World Day for Health and Safety

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Friday, 27 April 2018

“Health and Safety is not about stopping the work, but it is about doing the work safely.”


An effective Health and Safety Management System (HSMS) is one that enables an organisation to develop a positive safety culture. A positive safety culture, where individuals do the right thing because it’s right, not because they are told to, or because they are being watched. It’s also about working to the “spirit” of the law, not just complying with it. 

Having a focus on managing hazardous events, meaning those events where someone actually comes into contact with a hazard, rather than trying to manage those hazards that exist, but have no specific bearing on the work activity.

Risks are everywhere, it’s how we view them and manage them that will make our experience of health and safety a negative one or a positive one. Risk evaluation or assessment must be site and task specific and must be conducted in ‘real time’. Quite frankly, cut ‘n paste simply won’t cut-it!

Taking a balanced approach and applying controls that are reasonable and practicable. You don’t need to spend time, resources and money on “gold plated” safety measures where “stainless steel” options will adequately control or mitigate the risk.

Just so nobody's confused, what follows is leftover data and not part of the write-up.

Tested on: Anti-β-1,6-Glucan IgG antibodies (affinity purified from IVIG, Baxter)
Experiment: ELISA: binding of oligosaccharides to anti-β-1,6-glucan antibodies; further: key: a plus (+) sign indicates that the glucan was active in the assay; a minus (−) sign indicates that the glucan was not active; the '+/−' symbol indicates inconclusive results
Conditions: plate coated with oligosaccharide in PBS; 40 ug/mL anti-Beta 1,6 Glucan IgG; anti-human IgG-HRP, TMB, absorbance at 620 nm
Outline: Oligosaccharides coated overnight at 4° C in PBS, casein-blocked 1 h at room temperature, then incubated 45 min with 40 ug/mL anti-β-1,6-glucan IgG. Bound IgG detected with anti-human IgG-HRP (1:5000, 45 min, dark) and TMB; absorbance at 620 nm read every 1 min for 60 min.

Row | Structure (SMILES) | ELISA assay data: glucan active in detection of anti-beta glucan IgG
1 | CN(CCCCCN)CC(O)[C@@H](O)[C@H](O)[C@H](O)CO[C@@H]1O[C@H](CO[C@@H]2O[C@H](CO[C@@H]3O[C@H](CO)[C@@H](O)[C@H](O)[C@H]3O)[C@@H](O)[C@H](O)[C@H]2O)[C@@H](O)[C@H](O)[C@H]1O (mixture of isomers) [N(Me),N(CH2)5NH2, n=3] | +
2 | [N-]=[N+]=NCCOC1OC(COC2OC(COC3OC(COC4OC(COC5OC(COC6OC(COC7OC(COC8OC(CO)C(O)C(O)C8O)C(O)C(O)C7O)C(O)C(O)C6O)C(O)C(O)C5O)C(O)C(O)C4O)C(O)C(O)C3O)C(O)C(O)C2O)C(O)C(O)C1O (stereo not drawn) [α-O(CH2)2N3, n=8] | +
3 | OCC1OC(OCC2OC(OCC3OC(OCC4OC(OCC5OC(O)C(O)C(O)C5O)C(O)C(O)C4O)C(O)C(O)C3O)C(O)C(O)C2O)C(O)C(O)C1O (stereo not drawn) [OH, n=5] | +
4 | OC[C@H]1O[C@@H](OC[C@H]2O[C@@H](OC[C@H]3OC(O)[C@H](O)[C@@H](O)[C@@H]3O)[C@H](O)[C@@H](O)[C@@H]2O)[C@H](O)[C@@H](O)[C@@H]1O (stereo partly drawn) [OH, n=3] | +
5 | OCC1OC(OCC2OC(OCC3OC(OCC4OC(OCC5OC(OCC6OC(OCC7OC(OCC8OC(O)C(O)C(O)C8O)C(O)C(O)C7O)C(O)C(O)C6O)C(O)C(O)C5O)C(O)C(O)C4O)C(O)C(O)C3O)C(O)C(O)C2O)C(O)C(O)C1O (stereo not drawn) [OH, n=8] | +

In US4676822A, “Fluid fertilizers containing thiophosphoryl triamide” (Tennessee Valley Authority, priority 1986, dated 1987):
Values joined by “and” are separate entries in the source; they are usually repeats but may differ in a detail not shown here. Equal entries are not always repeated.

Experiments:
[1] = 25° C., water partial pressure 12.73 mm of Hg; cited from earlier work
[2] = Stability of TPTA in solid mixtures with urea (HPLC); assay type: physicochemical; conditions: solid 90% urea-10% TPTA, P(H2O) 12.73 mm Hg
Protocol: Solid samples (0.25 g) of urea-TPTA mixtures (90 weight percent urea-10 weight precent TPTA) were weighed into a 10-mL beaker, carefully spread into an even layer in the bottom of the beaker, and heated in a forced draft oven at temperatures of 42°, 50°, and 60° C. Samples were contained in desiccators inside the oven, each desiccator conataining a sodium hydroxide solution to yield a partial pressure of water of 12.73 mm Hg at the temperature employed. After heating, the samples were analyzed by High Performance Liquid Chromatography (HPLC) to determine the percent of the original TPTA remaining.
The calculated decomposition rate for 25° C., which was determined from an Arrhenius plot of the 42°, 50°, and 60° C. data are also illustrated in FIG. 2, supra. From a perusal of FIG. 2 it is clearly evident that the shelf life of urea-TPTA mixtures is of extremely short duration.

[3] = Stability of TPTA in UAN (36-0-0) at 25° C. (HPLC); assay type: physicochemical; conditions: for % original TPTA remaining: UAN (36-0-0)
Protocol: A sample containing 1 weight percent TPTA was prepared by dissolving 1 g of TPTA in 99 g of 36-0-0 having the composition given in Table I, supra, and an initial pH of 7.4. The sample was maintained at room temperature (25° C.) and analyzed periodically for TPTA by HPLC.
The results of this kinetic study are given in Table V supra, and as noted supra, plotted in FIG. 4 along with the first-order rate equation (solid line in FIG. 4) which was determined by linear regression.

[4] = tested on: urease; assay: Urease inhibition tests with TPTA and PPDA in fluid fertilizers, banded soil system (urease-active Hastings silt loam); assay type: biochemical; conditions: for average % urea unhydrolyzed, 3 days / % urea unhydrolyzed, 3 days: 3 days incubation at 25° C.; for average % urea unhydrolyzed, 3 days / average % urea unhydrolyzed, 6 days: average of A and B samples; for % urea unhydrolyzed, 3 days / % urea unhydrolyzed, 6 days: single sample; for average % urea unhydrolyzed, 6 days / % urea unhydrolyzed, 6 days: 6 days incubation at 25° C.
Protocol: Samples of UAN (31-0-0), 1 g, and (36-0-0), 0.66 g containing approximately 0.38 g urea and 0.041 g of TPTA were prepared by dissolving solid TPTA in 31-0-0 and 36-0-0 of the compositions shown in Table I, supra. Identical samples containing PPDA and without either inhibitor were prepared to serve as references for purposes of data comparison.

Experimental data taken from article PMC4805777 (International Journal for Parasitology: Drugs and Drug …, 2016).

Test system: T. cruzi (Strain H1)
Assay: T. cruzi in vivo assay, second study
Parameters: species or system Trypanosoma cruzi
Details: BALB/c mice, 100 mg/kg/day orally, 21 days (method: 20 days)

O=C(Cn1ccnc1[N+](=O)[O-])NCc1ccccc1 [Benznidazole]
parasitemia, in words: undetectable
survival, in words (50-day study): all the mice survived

Workplaces are constantly changing - equipment, people, procedures and weather are good examples of this. It makes absolute sense to review your risk assessments on a regular basis. Knowing what has improved and why, can enable an organisation to replicate the change and make improvements elsewhere.

A positive safety culture is a “just culture”. One where people take real ownership and real pride in maintaining the health, safety and welfare of themselves and others.

Engagement with the workforce. Policy and procedures need to be simple, innovative, relevant and inspirational


Keeping Safety Simple:
  1. Identify the hazards – What might hurt you

  2. Evaluate the risk – Who who could get hurt and how bad it could be

  3. Manage the risk – Put controls in place to remove or mitigate the risk

  4. Periodically review – What’s changed, can we make improvements

  5. Record – Document your findings/actions